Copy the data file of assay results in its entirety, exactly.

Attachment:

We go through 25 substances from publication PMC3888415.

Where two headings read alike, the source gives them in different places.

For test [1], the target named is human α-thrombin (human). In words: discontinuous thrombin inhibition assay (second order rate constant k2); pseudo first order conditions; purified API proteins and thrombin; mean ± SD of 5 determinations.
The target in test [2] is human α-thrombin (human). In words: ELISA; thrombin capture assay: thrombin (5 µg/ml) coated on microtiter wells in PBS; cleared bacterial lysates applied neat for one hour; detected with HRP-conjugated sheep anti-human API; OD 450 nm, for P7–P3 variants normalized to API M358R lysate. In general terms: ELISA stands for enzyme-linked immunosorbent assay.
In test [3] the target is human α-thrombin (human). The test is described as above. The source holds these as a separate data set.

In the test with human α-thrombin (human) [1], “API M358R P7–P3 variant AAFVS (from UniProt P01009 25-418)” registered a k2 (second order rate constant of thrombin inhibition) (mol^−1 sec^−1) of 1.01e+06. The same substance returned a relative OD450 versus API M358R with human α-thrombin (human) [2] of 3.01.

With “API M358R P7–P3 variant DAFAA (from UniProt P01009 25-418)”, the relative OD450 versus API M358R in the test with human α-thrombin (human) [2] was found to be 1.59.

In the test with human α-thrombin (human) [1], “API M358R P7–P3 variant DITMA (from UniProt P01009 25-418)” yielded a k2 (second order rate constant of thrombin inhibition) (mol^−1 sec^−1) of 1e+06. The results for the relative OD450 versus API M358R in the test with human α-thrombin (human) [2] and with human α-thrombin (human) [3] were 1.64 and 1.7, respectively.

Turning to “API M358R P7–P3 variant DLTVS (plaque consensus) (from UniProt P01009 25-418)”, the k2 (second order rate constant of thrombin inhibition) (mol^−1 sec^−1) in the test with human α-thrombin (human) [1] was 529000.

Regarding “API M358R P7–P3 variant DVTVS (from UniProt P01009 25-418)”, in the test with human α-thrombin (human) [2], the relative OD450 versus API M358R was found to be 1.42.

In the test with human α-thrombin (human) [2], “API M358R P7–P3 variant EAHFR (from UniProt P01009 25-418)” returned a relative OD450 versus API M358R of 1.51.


We go through 25 substances from publication PMC3888415.

Where two headings read alike, the source gives them in different places.

For test [1], the target named is human α-thrombin (human). In words: discontinuous thrombin inhibition assay (second order rate constant k2); pseudo first order conditions; purified API proteins and thrombin; mean ± SD of 5 determinations.
The target in test [2] is human α-thrombin (human). In words: ELISA; thrombin capture assay: thrombin (5 µg/ml) coated on microtiter wells in PBS; cleared bacterial lysates applied neat for one hour; detected with HRP-conjugated sheep anti-human API; OD 450 nm, for P7–P3 variants normalized to API M358R lysate. In general terms: ELISA stands for enzyme-linked immunosorbent assay.
In test [3] the target is human α-thrombin (human). The test is described as above. The source holds these as a separate data set.

In the test with human α-thrombin (human) [1], “API M358R P7–P3 variant AAFVS (from UniProt P01009 25-418)” registered a k2 (second order rate constant of thrombin inhibition) (mol^−1 sec^−1) of 1.01e+06. The same substance returned a relative OD450 versus API M358R with human α-thrombin (human) [2] of 3.01.

With “API M358R P7–P3 variant DAFAA (from UniProt P01009 25-418)”, the relative OD450 versus API M358R in the test with human α-thrombin (human) [2] was found to be 1.59.

In the test with human α-thrombin (human) [1], “API M358R P7–P3 variant DITMA (from UniProt P01009 25-418)” yielded a k2 (second order rate constant of thrombin inhibition) (mol^−1 sec^−1) of 1e+06. The results for the relative OD450 versus API M358R in the test with human α-thrombin (human) [2] and with human α-thrombin (human) [3] were 1.64 and 1.7, respectively.

Turning to “API M358R P7–P3 variant DLTVS (plaque consensus) (from UniProt P01009 25-418)”, the k2 (second order rate constant of thrombin inhibition) (mol^−1 sec^−1) in the test with human α-thrombin (human) [1] was 529000.

Regarding “API M358R P7–P3 variant DVTVS (from UniProt P01009 25-418)”, in the test with human α-thrombin (human) [2], the relative OD450 versus API M358R was found to be 1.42.

In the test with human α-thrombin (human) [2], “API M358R P7–P3 variant EAHFR (from UniProt P01009 25-418)” returned a relative OD450 versus API M358R of 1.51.